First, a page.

Most of us know about Autism. In 2007 a study confirmed that one child in 150 is diagnosed with autism and more recent studies show that it is on the rise. The cause at this time is unknown, but there much speculation. What is known is that studies suggest boys are more inclined to develop autism than girls; and the average age of diagnosis is 8 years. Hearing this diagnosis for a child can be devastating; and parents have a lot to endure once the particulars of their child's diagnosis is set forth. The costs involved could potentially cause financial ruin, but with research they will find that programs and financial aid are available to help.
But, what about the children? For them, their parents are their heroes. And, what happens when the parents aren't around, when these children are in school programs away from home? Who are those other heroes who step in to care for these children? Where do these heroes come from, and why do they give their time and effort to help implement the various programs?
There are select government programs available to help parents and children with autism find financial support and treatment. The objective of these programs is to educate and develop children so that some day they will be able to function and maintain a quality life for themselves. The state of Kansas requires that caregivers should hold at least a bachelors or masters in speech therapy, occupational therapy, psychology, applied behavioral sciences and social work programs. They are the other heroes. They look out for the children with autism. Being there for the kids is a labor of love.
In my search to learn why these individuals took it upon themselves to follow this path, I interviewed a few of these heroes.
My first interview was with Charla. She is a pediatric occupational therapist who works with autistic children in need of physical therapy, in their homes. The programs offered by her organization are occupational therapy, speech therapy, physical therapy, special instruction (for those birth to 3), and behavioral therapy. Charla is married with two small girls whom she loves to play games with. She recognizes that autism is a growing issue affecting children and can greatly impact a family's life. Her desire is to help the child, along with the family, learn physical therapy techniques to improve movement. Charla has a bachelor degree in psychology and a masters in occupational therapy, both included training with autism. In regards to her experiences with autistic children, she feels each child she encounters is an individual. She sees how differently autism has affected them and their lives. Most need work on social skills, sensory integration and motor skills. In her professional opinion, each child in unique and requires unique treatment. Some may have mild cases while others are more severe. The rewards for her personally are when she sees that a child has gained a new skill, and that the family is able to handle the situation. Charla feels the best advice for parents is to research and to enlist help from someone they trust. She feels that some of the options cost lots of money and are not always covered by insurance. In conclusion, Charla is very happy with her career choice.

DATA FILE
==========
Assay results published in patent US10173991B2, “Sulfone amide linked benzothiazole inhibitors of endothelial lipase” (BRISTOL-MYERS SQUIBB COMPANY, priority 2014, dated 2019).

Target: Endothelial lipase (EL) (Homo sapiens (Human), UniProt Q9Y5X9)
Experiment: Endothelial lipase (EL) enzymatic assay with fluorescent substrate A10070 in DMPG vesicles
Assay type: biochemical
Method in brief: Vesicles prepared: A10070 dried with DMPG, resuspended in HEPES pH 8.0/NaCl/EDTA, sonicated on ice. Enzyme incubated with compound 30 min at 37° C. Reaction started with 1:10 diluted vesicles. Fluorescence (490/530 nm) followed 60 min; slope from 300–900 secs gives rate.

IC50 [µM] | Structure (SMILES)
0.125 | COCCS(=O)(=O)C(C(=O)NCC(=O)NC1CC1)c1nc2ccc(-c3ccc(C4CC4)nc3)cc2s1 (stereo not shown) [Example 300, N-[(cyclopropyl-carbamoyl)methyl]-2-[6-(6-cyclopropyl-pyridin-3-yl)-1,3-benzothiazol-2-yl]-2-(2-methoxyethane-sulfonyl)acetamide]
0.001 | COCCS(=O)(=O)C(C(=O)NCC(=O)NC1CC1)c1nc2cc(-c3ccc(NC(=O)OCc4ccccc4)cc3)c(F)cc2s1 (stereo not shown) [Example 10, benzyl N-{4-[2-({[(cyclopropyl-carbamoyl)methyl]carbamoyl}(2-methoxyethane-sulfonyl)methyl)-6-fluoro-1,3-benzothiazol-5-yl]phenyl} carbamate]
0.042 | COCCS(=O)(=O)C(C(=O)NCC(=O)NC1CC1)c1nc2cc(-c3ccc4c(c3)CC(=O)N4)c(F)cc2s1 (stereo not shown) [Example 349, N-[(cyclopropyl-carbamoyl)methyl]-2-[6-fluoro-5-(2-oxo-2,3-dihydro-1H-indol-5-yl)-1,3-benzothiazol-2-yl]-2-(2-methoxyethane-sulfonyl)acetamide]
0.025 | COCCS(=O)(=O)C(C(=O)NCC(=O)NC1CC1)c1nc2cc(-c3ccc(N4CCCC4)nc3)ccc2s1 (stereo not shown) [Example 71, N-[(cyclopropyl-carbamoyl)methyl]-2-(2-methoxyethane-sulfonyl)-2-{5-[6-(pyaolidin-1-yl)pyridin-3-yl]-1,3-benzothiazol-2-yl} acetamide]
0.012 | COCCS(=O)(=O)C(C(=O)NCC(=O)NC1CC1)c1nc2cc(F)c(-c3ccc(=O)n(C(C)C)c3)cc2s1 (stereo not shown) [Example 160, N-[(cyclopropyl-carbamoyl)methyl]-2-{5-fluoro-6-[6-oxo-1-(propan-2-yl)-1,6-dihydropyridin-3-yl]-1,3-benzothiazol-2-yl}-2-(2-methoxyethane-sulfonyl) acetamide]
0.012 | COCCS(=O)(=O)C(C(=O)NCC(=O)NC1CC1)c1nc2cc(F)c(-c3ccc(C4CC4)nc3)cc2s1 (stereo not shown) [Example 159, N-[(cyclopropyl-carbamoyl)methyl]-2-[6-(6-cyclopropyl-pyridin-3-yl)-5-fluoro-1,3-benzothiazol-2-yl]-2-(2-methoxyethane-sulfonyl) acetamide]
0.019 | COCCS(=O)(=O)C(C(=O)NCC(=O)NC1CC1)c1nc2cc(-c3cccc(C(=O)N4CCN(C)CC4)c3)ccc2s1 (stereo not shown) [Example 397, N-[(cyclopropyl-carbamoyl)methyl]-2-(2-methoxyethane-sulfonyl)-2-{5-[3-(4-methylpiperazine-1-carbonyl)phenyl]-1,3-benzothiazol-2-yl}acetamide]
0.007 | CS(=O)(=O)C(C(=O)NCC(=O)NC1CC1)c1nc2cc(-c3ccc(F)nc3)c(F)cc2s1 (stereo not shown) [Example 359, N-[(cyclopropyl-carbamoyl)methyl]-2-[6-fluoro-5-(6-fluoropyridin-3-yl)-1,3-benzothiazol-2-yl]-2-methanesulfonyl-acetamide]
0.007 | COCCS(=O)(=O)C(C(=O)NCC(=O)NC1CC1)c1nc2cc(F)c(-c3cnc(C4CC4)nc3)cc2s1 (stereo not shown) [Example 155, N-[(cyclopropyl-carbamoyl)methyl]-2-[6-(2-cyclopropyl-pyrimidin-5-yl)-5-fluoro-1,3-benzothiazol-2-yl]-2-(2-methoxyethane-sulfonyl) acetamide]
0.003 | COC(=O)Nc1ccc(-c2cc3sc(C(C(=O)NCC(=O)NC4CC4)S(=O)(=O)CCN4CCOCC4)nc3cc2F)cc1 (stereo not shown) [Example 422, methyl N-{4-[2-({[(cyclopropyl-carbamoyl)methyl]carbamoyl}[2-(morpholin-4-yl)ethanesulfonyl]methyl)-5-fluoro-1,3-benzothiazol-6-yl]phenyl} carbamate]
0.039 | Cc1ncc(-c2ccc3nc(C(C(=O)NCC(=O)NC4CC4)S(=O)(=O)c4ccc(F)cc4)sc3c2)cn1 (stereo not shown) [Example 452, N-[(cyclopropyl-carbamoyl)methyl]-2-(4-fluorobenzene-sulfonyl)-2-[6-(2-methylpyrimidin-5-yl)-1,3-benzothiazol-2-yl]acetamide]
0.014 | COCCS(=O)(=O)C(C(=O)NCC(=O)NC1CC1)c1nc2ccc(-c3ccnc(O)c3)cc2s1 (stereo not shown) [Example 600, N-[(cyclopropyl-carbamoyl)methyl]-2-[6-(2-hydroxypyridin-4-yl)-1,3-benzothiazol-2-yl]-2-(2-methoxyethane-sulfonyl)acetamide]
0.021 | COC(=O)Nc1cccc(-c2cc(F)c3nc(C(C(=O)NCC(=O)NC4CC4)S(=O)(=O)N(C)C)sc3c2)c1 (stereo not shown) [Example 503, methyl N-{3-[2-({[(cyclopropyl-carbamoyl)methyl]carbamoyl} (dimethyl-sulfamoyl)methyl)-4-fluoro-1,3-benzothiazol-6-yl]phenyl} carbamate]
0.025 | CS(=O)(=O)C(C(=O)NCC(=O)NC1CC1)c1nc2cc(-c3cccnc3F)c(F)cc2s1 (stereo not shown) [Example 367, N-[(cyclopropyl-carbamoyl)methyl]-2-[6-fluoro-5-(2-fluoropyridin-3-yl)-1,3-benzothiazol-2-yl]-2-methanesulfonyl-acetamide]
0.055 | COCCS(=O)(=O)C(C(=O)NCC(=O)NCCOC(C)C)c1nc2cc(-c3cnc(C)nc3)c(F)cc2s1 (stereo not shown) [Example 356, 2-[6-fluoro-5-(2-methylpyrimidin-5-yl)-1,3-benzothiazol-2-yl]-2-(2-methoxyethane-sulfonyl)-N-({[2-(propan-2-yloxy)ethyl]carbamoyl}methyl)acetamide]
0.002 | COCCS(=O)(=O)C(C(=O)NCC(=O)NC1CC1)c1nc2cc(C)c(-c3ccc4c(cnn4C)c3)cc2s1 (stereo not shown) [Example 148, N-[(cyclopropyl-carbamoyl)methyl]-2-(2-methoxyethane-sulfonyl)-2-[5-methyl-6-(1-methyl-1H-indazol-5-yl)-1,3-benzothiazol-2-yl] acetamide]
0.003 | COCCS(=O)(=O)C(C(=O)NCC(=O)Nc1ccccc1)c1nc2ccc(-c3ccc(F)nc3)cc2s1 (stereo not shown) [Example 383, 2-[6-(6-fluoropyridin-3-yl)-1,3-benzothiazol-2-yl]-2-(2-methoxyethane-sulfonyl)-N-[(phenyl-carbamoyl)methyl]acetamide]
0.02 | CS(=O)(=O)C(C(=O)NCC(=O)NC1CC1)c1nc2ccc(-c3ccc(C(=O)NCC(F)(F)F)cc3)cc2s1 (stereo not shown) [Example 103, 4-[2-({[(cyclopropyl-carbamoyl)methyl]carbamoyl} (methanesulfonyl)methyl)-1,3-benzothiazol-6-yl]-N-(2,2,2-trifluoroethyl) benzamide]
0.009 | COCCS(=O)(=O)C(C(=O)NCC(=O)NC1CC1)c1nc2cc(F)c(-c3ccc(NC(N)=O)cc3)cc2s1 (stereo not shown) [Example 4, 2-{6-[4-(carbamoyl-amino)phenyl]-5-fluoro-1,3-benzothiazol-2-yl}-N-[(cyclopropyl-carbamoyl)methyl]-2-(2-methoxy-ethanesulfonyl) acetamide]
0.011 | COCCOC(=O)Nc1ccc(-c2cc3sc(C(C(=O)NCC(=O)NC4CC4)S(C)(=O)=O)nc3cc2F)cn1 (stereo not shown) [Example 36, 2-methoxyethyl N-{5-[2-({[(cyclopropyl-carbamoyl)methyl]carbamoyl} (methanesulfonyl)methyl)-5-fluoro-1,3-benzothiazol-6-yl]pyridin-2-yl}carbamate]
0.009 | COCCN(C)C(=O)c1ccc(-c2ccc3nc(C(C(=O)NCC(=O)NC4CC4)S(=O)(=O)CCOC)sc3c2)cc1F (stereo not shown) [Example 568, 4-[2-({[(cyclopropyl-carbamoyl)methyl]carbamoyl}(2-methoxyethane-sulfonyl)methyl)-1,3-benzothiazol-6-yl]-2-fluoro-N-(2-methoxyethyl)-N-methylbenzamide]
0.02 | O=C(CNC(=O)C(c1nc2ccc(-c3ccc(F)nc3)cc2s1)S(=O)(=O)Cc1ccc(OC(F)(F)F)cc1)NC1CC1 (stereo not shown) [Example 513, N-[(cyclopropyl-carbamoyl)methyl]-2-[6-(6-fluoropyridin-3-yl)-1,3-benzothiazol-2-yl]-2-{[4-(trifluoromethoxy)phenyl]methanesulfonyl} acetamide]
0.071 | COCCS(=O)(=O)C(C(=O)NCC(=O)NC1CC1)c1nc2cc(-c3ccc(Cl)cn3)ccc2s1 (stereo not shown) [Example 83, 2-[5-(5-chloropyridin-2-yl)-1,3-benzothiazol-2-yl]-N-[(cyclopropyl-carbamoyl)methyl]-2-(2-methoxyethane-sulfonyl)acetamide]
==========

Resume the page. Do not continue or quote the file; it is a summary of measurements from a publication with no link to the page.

I had an opportunity to speak with Elsie. She retired from the banking industry after 33 years of service. She took the initiative to go back to school and earned a degree in social work. She has been married for more than 35 years. She has 3 children and 4 grandchildren. I asked Elsie why she wanted to work with children who were autistic, she stated that she has always wanted to do it. Her career as a bank manager was great. After she retired, she decided to go back to school to earn a degree. She wanted to serve families and children with autism. She works in the local high school and loves what she does. Every day she encounters new successes with the kids. She looks forward to going in everyday to see them grow, change and become more independent. She is always ready and eager to answer questions the parents may have about their child's progress. She keeps informed of new funding that has become available, and any new services or programs. Her advice to parents is for them to get informed and connect with their doctors, state agencies, and their insurance carriers. She wants parents to be aware that having children with autism is costly, but the costs can be managed.
I was very excited that I had the opportunity to interview these ladies. In my opinion, they are the other heroes. They work with and for the kids. If I had a child with special needs, I would want to know that my child is safe and receiving the same love, respect and attention as if I were there. I would like to offer a special thanks to all of the other heroes who take the time to give and care for the children who need them.